Swift and iOS from scratch: coding like a pro 3
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A course for developers who want to create their iOS applications using good practices, while avoiding some traditional code smells.
For first time iOS developers, this course will guide you through several parts of the the language and the API, how and why to use them properly. Avoid common iOS and developers mistakes while building a real world application. The number of applications is not the goal here: a good, well written app is what we are looking for.
In this course you will learn the basics that will allow you to understand what you are building: how and why. You don't really know something until you learn why.
If you already develop for iOS, but are tired of developing applications that are costly to mantain, tired of writing code noone else understands, or even the simplest change requires too much energy, this course will fit your needs: learn how to avoid those mistakes using features both from the language and the API.
You will learn Swift, the iOS API, good practices, design patterns and code smells. You will not just learn how to use, but understand what and why you are using it. As a newcomer, learn how to use the long press gesture, show modal alert controllers, use encapsulation, when and how to use optional chaining, if let, the DRY and SRP principles, default parameters, the extract class and method refactorings, use closures, understand the serialization process, the NSCoding type, and the DAO pattern.
Understanding what is going on is the difference between a language and API user and a professional programmer. This is our goal, let's understand Swift and iOS development.
Not for you? No problem.
30 day money back guarantee.
Learn on the go.
Desktop, iOS and Android.
Certificate of completion.
|Section 1: Gesture: long press and the observer pattern|
Detecting gestures and the UILongPressGestureRecognizerPreview
Detecting which View was long pressedPreview
Summing up: Long press and the Observer PatternPreview
|Section 2: Alerts|
Creating an UIAlertController
Summing up: alerts and caring about encapsulation
|Section 3: Optional: good or bad?|
Smelly :( or good practice :) Optionals usage
Code smell: "Optional!" is as dangerous as it gets
Bug: infinitely losing money
Code smell: "Optional?Chaining" is as dangerous as it gets
I don't wan't to be the bad guy, do you?
The optionals rule: avoid defining, use if let as much as possible
Good practice: optionals, if let and alerts messages
Summing up: avoiding optionals, showing meaningful error messages
|Section 4: Even more good practices and questioning|
Dont repeat yourself (DRY)
Good practice: refactor extract method/class
Invoking the refactored method
Code smell: if/else/elses and switch are nasty boys
Refactor: isolating nasty code
Good practice: thinking after coding, should we refactor further?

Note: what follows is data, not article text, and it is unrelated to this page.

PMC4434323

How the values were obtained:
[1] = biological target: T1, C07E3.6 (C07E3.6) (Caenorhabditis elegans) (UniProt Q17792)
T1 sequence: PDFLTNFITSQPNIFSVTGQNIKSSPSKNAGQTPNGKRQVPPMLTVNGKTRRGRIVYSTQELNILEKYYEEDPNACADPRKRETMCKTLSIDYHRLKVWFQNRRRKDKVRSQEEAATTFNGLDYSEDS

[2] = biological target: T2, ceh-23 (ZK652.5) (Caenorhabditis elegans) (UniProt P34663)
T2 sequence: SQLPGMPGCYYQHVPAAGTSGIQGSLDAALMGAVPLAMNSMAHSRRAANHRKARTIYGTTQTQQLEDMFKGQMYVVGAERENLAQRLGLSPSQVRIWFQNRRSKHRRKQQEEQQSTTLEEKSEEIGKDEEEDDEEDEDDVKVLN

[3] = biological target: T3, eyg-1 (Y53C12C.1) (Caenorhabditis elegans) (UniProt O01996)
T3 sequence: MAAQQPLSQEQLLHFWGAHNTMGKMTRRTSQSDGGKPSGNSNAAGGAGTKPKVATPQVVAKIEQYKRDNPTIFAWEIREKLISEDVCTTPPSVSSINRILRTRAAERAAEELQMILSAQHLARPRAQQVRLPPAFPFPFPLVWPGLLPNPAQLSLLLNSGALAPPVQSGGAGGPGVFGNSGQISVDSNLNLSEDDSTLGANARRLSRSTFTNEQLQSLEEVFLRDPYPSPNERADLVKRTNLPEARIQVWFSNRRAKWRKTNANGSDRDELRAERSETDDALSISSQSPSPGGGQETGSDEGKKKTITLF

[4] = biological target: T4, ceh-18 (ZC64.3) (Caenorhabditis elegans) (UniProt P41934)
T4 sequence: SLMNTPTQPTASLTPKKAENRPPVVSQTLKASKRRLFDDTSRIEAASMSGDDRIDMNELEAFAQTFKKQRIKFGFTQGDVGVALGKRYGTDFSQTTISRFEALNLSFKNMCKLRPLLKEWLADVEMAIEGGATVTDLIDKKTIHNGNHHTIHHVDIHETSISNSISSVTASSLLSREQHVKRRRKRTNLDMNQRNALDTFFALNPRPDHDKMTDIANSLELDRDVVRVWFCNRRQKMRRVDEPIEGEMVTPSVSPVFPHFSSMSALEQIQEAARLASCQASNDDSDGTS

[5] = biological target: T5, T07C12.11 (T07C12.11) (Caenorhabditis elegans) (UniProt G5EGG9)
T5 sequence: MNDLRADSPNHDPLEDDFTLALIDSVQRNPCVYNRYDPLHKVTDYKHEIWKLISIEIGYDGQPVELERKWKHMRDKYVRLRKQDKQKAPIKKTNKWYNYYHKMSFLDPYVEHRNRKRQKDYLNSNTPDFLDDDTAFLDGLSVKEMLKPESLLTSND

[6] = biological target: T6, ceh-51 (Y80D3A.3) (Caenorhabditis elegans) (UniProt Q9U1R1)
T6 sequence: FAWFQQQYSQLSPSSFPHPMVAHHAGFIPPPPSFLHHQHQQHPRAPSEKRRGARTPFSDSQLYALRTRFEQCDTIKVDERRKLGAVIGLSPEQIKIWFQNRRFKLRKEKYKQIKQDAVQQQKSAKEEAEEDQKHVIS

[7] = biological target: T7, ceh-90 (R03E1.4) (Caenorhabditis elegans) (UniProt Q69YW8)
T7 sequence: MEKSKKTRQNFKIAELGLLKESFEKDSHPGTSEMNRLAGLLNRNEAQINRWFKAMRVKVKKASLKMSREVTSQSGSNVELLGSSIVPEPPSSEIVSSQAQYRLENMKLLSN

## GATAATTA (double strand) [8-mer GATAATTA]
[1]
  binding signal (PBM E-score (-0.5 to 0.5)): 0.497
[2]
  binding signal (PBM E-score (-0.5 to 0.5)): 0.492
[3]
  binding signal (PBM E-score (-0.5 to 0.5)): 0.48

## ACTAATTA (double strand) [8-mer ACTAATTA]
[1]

Summing up: avoiding copy and paste mess and simple refactor power
|Section 5: Functions, methods or closures?|
ActionStyles: Cancel or Destructive?
Functional programming intro: passing functions as arguments
Code smell: Using properties as global variables
Vanilla functions: it is just a function
Updating the data source and redrawing the table
Defining a closure and passing it as an argument
Receiving closures as a parameter
Summing up: Spaguetti Code, and Closures
|Section 6: Serialization: saving data to the file system|
Serializing with NSCoding and writing to the file system
Locating the file in our simulator file system
Saving the files, copy and pasting code :(
Summing up: saving to disk and serialization
|Section 7: Single Responsibility Principle and Data Access Object (DAO)|
Single Responsibility Principle (SRP) and Data Access Object (DAO)
Thinking out loud: method naming (aka items items item, meals meals meal)
As a software developer I was tired of "language tutorials" and "bad practices courses". What about you? I want my students to finish a course and become capable of judging what is good and bad for their software, both on the short and long run. They should understand what they are doing, not just make use, but own their language and tools.
I have worked as a software development educator for the past 12 years, with experience in several countries, programming languages and environments. Learning how to program should be done as we learn things in real life: with real examples and a parental guide on what is good and what is bad for us.
My mobile experience started with Java ME in the early 2000's, went through Android and I have finally reached iOS development when Swift was first announced. I was given the task to write our company's main product iOS version using Swift and that experience together with many other language and API experiences can be seen in my courses.
I have closely worked with several user groups and communities in Brazil, where I was lucky to be invited to give talks at many conferences, including QCon, AgileBrazil etc. I am also the co-organizer of a well-known brazilian mobile development conference, MobileConf.
I am the cofounder of the biggest Brazilian web site on software development questions and answers, GUJ, creator of VRaptor, a java community expert on some JSRs and cofounder of Brazilian's tech book publishing company Casa do Código.
You can find more information about my career at my linkedin page.
Finally, as a personal note, I am a language lover, feel free to find me at twitter and chat in portuguese, korean, english, french or german, or follow my korean weekly blog.